View figure from the front. "Close Together" and "Wide Apart" refer to any but a normal amount of space between the breasts (see Figs. 7 and 8).   If the breasts are a normal distance apart, it is unnecessary to give this description.

No Definite Crease

In many cases, breasts may be described as having "No Definite Crease."

When the breasts show no definite crease at the base (see Fig. 9), it is important that the Technicians be given this information because a breast support designed for breasts of this type should not be fitted with a full inner lining.   When your client has breasts of this kind, check "No Definite Crease" on the order form.

Pendulous Breasts

Fig. 9 Fig. 10 Fig. 11
No Definite Crease Pendulous Breasts

Pendulous breasts means an abnormal sagging of the breasts, which causes them to hang low on the body, although the point where the breasts join the body is not lower than usual (see Figs. 10 and 11).

Prominent Ribs

View figure from the side.   When the client's ribs protrude, check "Prominent ribs" on the order form.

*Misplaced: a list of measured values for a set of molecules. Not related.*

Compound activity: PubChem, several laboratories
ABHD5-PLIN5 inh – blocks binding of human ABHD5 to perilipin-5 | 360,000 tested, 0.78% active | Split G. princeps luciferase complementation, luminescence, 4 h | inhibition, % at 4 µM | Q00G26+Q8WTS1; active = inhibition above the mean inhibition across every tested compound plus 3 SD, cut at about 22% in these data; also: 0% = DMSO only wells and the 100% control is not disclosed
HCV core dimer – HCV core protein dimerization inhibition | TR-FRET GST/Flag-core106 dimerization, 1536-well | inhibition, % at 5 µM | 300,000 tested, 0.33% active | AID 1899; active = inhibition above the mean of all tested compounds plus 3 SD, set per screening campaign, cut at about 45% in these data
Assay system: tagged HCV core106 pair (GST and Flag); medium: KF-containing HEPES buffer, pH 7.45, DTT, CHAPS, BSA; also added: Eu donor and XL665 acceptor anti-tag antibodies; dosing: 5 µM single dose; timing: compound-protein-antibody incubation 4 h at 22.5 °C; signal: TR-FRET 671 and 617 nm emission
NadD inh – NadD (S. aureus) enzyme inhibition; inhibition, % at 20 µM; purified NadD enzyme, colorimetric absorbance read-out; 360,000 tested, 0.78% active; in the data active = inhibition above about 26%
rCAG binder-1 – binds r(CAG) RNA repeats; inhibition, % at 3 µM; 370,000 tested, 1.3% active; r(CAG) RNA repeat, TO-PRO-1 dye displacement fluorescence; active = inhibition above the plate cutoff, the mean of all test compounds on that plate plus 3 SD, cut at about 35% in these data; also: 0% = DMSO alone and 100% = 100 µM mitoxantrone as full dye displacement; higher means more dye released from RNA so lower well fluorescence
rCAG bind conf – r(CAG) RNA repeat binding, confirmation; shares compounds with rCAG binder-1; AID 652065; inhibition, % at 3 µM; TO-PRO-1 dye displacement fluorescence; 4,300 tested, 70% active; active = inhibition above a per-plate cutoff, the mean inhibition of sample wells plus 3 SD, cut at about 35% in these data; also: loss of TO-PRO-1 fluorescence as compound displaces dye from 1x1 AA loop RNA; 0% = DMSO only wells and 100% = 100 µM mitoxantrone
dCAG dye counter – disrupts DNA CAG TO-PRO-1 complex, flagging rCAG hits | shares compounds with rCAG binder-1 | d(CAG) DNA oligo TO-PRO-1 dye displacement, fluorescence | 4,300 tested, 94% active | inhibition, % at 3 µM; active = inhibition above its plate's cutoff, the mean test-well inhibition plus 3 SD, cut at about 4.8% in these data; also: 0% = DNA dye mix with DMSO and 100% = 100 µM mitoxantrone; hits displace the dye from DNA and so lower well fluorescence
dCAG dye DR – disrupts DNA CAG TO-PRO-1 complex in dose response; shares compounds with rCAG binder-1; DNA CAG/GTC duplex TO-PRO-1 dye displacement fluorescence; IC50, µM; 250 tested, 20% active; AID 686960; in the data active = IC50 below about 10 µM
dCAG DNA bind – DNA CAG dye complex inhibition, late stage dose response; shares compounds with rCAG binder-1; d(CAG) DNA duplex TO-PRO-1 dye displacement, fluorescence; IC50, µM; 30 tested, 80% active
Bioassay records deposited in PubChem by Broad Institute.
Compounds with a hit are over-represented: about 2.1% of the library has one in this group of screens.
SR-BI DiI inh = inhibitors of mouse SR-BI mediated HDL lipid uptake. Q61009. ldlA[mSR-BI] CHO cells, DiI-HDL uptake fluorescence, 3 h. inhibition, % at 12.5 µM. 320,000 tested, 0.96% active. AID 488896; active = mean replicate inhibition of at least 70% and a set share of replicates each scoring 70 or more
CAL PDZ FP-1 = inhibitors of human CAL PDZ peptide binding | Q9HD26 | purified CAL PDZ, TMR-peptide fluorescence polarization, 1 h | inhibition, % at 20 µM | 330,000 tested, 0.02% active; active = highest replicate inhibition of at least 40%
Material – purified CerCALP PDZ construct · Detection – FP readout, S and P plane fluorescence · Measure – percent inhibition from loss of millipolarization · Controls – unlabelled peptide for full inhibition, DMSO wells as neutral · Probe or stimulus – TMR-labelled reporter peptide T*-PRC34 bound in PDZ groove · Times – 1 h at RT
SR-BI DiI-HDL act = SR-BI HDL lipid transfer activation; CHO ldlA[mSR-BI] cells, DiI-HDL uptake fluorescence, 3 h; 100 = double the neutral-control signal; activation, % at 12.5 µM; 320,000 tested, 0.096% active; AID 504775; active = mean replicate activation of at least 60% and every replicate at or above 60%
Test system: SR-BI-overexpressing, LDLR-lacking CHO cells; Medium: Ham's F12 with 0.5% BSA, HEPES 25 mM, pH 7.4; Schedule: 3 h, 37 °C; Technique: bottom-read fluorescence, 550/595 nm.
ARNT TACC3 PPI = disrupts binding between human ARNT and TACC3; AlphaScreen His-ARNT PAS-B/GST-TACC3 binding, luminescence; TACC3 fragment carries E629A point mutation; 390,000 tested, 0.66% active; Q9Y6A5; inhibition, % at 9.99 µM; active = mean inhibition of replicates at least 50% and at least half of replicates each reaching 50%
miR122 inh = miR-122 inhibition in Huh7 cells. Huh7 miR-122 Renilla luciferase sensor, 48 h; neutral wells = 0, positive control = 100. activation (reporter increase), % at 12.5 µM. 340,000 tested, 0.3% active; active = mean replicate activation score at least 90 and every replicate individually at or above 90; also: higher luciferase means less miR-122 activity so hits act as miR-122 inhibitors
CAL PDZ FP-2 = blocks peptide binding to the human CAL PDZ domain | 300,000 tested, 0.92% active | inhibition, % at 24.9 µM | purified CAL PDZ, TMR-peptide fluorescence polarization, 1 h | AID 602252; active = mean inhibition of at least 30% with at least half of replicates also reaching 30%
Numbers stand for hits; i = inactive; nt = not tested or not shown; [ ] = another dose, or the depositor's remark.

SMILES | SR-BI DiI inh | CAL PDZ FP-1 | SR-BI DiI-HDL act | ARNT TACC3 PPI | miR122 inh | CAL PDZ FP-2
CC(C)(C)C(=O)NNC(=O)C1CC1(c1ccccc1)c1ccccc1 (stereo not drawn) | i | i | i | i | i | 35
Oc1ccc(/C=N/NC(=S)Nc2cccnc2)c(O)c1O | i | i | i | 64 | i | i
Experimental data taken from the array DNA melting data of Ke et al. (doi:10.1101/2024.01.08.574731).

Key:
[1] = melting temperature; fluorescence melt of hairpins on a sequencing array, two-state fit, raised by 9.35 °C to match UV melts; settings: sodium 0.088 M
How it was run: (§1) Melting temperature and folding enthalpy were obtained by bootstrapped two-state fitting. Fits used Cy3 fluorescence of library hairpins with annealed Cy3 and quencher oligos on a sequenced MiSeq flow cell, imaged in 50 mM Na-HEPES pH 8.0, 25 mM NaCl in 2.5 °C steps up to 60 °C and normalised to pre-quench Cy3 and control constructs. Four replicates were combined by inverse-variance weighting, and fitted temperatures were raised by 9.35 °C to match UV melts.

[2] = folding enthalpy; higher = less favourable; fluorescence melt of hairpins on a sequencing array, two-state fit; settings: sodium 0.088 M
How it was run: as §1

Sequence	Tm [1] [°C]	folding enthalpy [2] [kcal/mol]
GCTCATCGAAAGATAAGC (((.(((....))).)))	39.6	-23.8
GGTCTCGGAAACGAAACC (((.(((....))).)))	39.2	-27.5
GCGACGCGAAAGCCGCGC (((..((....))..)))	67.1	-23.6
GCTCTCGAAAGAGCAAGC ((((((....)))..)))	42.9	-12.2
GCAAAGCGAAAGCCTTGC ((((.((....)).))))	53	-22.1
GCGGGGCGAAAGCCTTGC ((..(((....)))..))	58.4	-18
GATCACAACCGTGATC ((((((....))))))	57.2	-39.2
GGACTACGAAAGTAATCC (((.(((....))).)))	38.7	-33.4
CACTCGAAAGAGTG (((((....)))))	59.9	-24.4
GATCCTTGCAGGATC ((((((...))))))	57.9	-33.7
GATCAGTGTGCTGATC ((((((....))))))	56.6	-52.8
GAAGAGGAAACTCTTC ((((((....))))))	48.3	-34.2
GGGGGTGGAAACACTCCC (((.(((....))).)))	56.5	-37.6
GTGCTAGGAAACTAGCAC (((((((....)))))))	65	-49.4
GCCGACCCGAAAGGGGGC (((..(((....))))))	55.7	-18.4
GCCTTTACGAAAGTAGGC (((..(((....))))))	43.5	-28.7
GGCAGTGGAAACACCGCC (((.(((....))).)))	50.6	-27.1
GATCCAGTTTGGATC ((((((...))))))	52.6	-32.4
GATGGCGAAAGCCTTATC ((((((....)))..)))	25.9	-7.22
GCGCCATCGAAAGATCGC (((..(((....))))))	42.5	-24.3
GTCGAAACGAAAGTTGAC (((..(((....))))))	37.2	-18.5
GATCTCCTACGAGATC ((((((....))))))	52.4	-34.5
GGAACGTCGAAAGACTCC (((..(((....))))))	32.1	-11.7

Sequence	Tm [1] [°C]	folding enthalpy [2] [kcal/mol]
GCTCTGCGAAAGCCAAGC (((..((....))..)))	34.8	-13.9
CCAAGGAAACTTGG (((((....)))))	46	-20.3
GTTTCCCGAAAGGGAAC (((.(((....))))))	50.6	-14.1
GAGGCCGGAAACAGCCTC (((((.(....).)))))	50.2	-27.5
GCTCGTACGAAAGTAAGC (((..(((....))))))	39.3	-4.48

Description of Diaphragm

For Spencer purposes, the diaphragm is considered to be that part of the body extending from the waistline at centre-front, to a point in line with where breasts join the body.   When ordering a support, describe only that part of the diaphragm which is to be covered by the support.

When ordering a breast support or Spencer-All, the entire diaphragm will be considered, since the entire diaphragm will be covered by the Spencer-All and by most breast supports.

View figure from the side.   When the figure shows only a slight curve outward above the waist, the diaphragm is "Normal" (see Fig. 12).

When the figure above waist curves inward, toward the breast bone (often the case with a full high abdomen) the diaphragm is "Scant" (see Figs. 13 and 14).

Fig. 12
"Normal"
Fig. 13
"Scant"
Fig. 14
"Scant"
Fig. 15
"Full"

When the figure above waist shows a definite curve outward, the diaphragm is "full" (see Fig. 15).   If the amount of outward curve is not more than is shown at the top dotted line in Figure 15, the correct description is "normal."

Description of Abdomen